One day I asked her if she had heard from her husband lately.

"Have I a husband?" she asked dreamily, shooting a glance at me from beneath her long eyelashes.

"Twelve thousand miles is a long distance."

Several other remarks, uttered at various times when we were alone together, led me to think that her relations with her husband might not be as pleasant as perfect connubial bliss would require.

"George," I said one evening, when we were smoking on the piazza and Mrs. Wharton and Madge were indoors, "what sort of a fellow is Mrs. Wharton's husband?"

"Don't know," he replied laconically. He was a man of few words and many cigars.

"Do you get many letters for her?" The mail for the family always went to the office.

"Haven't got any from Japan, so far."

"I imagine she don't care much for her husband," I remarked, stating my reasons for this opinion.

"Likely enough," said George. "It's a beastly shame. A woman like that ought not to be running about the world alone. A woman like that was made to be loved. Wonder you aren't in love with her yourself before now."

I denied the soft impeachment with a blush.

A week or two after this conversation George met with an accident. A heavy fall of rain had softened the earth around the top of one of his quarry-pits, and, stepping carelessly too near the edge, the earth caved, and he was precipitated ten or fifteen feet to the bottom of the pit. His injuries were not serious, but several bruises and a sprained ankle made it necessary for him to keep quiet for a week or two. He therefore remained at home, and I attended to such of his business at the quarry as could be done in his absence. This kept me away from the house, except for a short time before and after meals.

I noticed that during the week Mrs. Wharton occupied her usual place on the verandah, and I suppose she did her best to entertain George during his convalescence. As for George, he did not seem to take his enforced inactivity as hard as he usually would have done. Ordinarily he would have fretted and fumed, would have smoked innumerable cigars, would have read a few novels and a great many newspapers. He would probably have begun to hobble about before his ankle had gained sufficient strength, with the result of making him somewhat surly and short of speech.

On the contrary, however, his confinement to the house produced none of these results. He was cheerful and even animated. The occasional hitches in his business, resulting from my inexperience, did not disturb his equanimity. I even found him reading Byron one afternoon.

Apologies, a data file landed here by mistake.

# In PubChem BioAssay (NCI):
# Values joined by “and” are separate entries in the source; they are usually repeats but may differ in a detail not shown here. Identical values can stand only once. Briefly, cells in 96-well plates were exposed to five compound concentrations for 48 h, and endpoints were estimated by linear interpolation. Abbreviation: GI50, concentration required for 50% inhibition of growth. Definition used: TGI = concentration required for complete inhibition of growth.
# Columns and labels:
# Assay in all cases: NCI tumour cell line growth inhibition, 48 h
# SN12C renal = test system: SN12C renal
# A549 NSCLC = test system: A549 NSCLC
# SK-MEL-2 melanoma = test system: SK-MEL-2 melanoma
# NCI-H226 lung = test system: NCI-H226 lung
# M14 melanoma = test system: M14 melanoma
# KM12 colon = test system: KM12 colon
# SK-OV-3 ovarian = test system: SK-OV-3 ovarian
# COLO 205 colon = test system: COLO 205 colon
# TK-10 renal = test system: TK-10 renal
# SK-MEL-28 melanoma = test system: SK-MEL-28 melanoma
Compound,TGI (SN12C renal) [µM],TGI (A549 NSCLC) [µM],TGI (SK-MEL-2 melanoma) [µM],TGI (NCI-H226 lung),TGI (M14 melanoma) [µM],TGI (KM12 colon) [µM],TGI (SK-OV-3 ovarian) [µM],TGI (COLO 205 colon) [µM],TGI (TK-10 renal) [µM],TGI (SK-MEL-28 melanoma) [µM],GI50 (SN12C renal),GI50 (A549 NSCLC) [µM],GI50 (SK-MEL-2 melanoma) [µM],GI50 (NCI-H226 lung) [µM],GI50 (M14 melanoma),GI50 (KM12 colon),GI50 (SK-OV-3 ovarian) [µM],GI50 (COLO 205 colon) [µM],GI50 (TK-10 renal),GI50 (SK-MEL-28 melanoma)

"Cultivating the muses, George?" I inquired.

"Reading about this fellow Beppo," he replied carelessly. "Deuced interesting thing. Didn't know Byron had so much life in him." From which it may be inferred that George's tastes were not strictly literary.

I sat down on the chair which Mrs. Wharton had risen from before I came out on the piazza.

"Don't you think Mrs. Wharton has a beautiful voice?" he said, knocking the ashes from his cigar.

"Decidedly so," I said. "She sang with spirit and understanding to Madge's accompaniment."

"Her figure is perfect," he added, reflectively.

I assented to this.

"And then she has such a charming manner, and dresses in such exquisite taste."

"Have you expressed your opinion of her to Madge?" I inquired with a tinge of sarcasm.

"I can't say I have," he answered shortly. "Women are peculiar about these things. A man can admire a handsome woman without making a fool of himself about her. Madge is all well enough in her way, but she hasn't got Laura's chic."

"Look out, old boy," I said, laughing, "you know your weakness."

A few days later I came home from the quarry a little earlier than usual. Instead of entering at the front gate, I came down the lane which ran alongside of the yard, leading to the brook below, and came in at the side gate. As I stopped to pluck a flower, I heard Mrs. Wharton's voice speaking in a low tone. The voice came from the piazza, and on the other side of the screen of vines I could see the glimmer of her white dress.

"He was too slow," she was saying. "If he had been more like you, George, I might have loved him. He has been with me every day for three weeks, and has not said a word of love, or even kissed so much as my hand. He's a good little fellow, too good for this world. I'm afraid your brother Frank will die early, George."

This conversation promised to become interesting. I kept quiet.

"Frank is young yet, Laura. He'll grow wiser as he grows older. Your love would be wasted on a boy, even so good a boy as Frank."

I crept a little further away from the piazza, and then went around to the front steps. When I went upon the piazza George was deeply absorbed in his volume of Byron, and Mrs. Wharton was knitting with more than usual energy on the fancy sacque she was making for Madge's child, while a slight blush heightened the glow of her cheek.

Of course I said nothing of my discovery. It was clear as day to me now that Mrs. Wharton had been making love to me ever since she had been in our house. It was equally clear that she had used her charms on George with greater effect. I felt oppressed by the weight of my secret, so much so, indeed, that I did not even think of the dramatic effect with which I could work it up in my novel. I had no right to speak to Mrs. Wharton; I would not for the world have spoken to Madge, for I instinctively felt that a nature like hers would not overlook such a fault in a husband. I imagined how terrible it must be for a woman to have her dearest ideal shattered. I spoke to George. I did not tell him what I had overhead, but I intimated that I saw the drift of things very clearly. He turned the subject of conversation as soon as he could, and ridiculed the idea that there was anything serious between himself and Mrs. Wharton.